Social Media Law

Dictionary.com defines Social Media as web sites and other online means of communication that are used bylarge groups of people to share information and to develop social and professional contacts.

When we think of Social Media sites; Facebook, You Tube, LinkedIn, and Twitter immediately come to mind.  However let’s not overlook sites like Yelp, Pineterest, Google Plus, Tumblr and Instagram.  In fact, any web site that provides for visitors to post comments, reviews or endorsements becomes a Social Media site.

If you maintain a web site that allows visitors to post on your site, you need to understand and respect the laws regarding Social Media.

Laws Pertaining to Web Site Owners

Congress has passed two laws which gave a “safe harbor” against legal claims to web sites for the activities of their posters.

Section 230 of the Communications Decency Act (CDA) provides a “safe harbor” against legal claims to the web site owners for the activities of their posters.  If a poster creates a post on your site which violates a criminal statute or a civil law (e.g. defamation) the liability for that action resides with the poster and not the web site owner.  Without this safe harbor sites like Facebook and You Tube could not exist as no company could afford the staff to review every post for potential liability to the company for every one of the millions of posts they receive daily.

Every web site with a Social Media component benefits from Section 230 of the CDA, and there is no need for the site to take any special action to benefit from this safe harbor.

The exception to the Section 230 safe harbor is copyright violations.  However, while the CDA does not provide this safe harbor, the Digital Millennium Copyright Act created a separate safe harbor against liability to the web site owner by creating the DMCA take down notice.  Web sites that post and practice the DMCA take down notice procedure are protected against liability from the copyright violations of their visitors.  Unlike Section 230 of the CDA, the web site owner needs to post a DMCA take down notice to enjoy the safe harbor congress created.

As a web site owner, you need to understand and use these two laws to your advantage.

In the event that your web site has employees, your actions could create liability if you do not follow the law.  It is important to implement written employee policies which tell your employees of the rights and obligations while using the company’s electronics.  This policy should include statements concerning confidentiality of company proprietary information, that Social Media sites created for the company belong to the company (e.g. a LinkedIn site,) and that all company information will be returned to the company upon termination of employment.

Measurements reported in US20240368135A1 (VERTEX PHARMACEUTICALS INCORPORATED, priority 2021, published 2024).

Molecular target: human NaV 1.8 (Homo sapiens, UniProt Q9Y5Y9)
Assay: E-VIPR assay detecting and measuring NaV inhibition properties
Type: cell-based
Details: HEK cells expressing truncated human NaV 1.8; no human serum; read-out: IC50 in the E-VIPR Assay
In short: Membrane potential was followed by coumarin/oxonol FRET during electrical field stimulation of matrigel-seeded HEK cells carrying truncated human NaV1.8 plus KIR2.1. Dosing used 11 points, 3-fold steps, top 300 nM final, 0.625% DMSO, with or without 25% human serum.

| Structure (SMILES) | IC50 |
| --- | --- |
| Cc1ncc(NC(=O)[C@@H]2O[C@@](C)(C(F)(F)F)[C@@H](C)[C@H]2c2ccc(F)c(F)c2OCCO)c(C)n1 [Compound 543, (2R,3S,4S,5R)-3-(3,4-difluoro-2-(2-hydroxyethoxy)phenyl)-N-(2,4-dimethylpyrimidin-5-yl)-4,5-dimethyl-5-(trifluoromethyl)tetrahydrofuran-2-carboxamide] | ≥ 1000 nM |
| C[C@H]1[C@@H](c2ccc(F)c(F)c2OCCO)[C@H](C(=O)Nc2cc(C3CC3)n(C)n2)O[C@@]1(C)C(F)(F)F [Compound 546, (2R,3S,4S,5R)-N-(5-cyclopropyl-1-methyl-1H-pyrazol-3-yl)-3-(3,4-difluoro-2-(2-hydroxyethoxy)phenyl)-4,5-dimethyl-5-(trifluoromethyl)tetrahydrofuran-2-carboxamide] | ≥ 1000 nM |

Be sure that the company owns the Social Media site and controls the log-in information.  Otherwise, an employee could leave your company and the company could be in a position of not being able to sign in and post to the company’s site.  This problem occurs far more frequently than you might expect, and it is a problem that is very complicated to correct.

Another item web site owners need to understand is that regardless of what your employee policies say, the National Labor Relations Board has determined that employees are allowed to express their opinions on the Company’s Social Media Sites if it relates to, or can be construed to relate to, the employee’s rights to discuss collective bargaining with the company.

Finally, the Federal Trade Commission has been responsible for overseeing company’s business activities for decades, and Social Media is no exception.  The FTC has published guidelines concerning testimonials on company web sites, and also has rules in place regarding “negative options” (e.g. one month free trial and product then ships every month at a given price.)  Web site owners need to understand the FTC stance on these items and others as well.

Laws Pertaining to Web Site Visitors

While all Americans enjoy the constitutional right to free speech there are exceptions to this right when you cross the line.  As a web site visitor, you need to make sure you do not create liability for yourself by posting defamatory comments, as well as cyber bullying, harassment, stalking, posting revenge porn, etc.  As explained above, the liability for these actions is the responsibility of the poster, and not the web site itself.

If you have questions or comments about this post, please feel free to contact me at attorneyjaffe@aol.com.